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The Rapid Rise of e-Consults Across Specialty Care

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Electronic consultations (e-consults) are consults wherein a specialist provides guidance in the care of a patient through review and interpretation of available data without the requirement to interact with the patient directly. The VHA is for many reasons an ideal system in which to use this approach. The VHA has a well-developed, integrated electronic health record, which allows a clinician at one site to review care received by the veteran in any VA facility across the country. The patients we serve often live long distances from specialist locations. For frailer patients who may live geographically close, trips into the facility may still be difficult. The VHA can institute e-consults without the need to be concerned with billing or payment issues, which would impact private sector and fee-for-service systems.

In the past 6 months, 3 reports on the use of e-consults within the VHA have been published in Federal Practitioner, including “A Medical Specialty e-Consult Program in a VA Health Care System,” published in May 2014 by Matthew McAdams, MA; Lynne Cannavo, RN, MSN; and myself.1-3 At the recent Society of General Internal Medicine 37th Annual Meeting (April 2014), VA leadership noted that over half a million e-consults have been completed in the VHA nationally in the past few years. In our own facility, the number of specialties and subspecialties that now provide e-consults has extended beyond medical specialties to include all surgical specialties, anesthesia, neurology, psychiatry, pharmacy, and more. Currently, there are 45 individual e-consult options at the VA Boston Healthcare System.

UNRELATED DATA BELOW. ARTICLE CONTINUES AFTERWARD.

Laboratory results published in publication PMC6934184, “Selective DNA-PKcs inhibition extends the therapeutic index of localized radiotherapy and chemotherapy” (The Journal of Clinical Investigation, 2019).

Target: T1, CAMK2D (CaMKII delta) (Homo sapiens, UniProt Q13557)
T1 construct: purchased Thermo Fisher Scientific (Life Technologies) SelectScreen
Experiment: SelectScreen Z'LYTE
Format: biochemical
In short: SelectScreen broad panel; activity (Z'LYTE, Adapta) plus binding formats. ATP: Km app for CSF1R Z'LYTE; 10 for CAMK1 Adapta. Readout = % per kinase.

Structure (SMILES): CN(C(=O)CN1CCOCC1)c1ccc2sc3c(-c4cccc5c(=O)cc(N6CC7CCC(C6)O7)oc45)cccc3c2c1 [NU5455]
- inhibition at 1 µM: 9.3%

E-consults can improve the timeliness of care because of relatively rapid specialist responses to consult questions. By providing e-consults for patients who do not require a face-to-face visit, we can improve access to specialty clinics for those who do. Costs may also go down, for even if the time commitment of the specialist completing an e-consult is identical to that which would be expended during a live visit, use of the facility, support staff, and travel would all be reduced. Perhaps rapid specialty input could even avoid emergent visits and hospitalization.

We seem to be in a rapid growth phase and exponential use of e-consults. Our task now is to be sure that we use this option in meaningful ways. We need to identify those circumstances where e-consults are optimal and those in which they may not provide benefit. We can explore new applications, such as that proposed by Vasudevan and colleagues, who have suggested that proactive chart advice for high-risk patients with diabetes may be helpful, even after the initial consult is completed.2 Because “roads make traffic,” we want to be sure that the ease of e-consults does not result in large numbers of unnecessary or trivial consults that usurp specialist time and result in a net decrease in access.

All signs suggest that e-consults are here to stay within the VHA. E-consults are also gaining traction outside the VHA, with colleagues at the University of California, San Francisco, and Mayo Clinic in Rochester, Minnesota, publishing their experiences. There are many more questions that can be asked. New processes of care always raise new and challenging problems. I am sure that collectively, we will be up for the challenge of diffusing this promising technology in appropriate ways.

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